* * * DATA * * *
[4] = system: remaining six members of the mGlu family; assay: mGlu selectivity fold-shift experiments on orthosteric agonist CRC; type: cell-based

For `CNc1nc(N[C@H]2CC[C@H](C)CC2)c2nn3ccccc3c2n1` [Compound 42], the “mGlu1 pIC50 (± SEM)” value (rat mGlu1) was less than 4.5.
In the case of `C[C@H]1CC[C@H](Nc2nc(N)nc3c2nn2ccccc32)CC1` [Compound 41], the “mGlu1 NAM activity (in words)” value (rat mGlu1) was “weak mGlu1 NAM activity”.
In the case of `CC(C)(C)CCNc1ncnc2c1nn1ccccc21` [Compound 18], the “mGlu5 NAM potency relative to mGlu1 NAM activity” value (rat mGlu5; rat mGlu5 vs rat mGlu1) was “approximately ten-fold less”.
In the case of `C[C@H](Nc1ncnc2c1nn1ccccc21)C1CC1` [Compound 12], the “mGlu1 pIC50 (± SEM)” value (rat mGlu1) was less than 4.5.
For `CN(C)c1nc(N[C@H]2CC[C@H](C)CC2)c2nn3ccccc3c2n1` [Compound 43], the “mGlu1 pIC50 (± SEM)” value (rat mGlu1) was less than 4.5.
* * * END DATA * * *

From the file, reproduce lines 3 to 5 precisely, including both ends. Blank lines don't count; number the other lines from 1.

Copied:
In the case of `C[C@H]1CC[C@H](Nc2nc(N)nc3c2nn2ccccc32)CC1` [Compound 41], the “mGlu1 NAM activity (in words)” value (rat mGlu1) was “weak mGlu1 NAM activity”.
In the case of `CC(C)(C)CCNc1ncnc2c1nn1ccccc21` [Compound 18], the “mGlu5 NAM potency relative to mGlu1 NAM activity” value (rat mGlu5; rat mGlu5 vs rat mGlu1) was “approximately ten-fold less”.
In the case of `C[C@H](Nc1ncnc2c1nn1ccccc21)C1CC1` [Compound 12], the “mGlu1 pIC50 (± SEM)” value (rat mGlu1) was less than 4.5.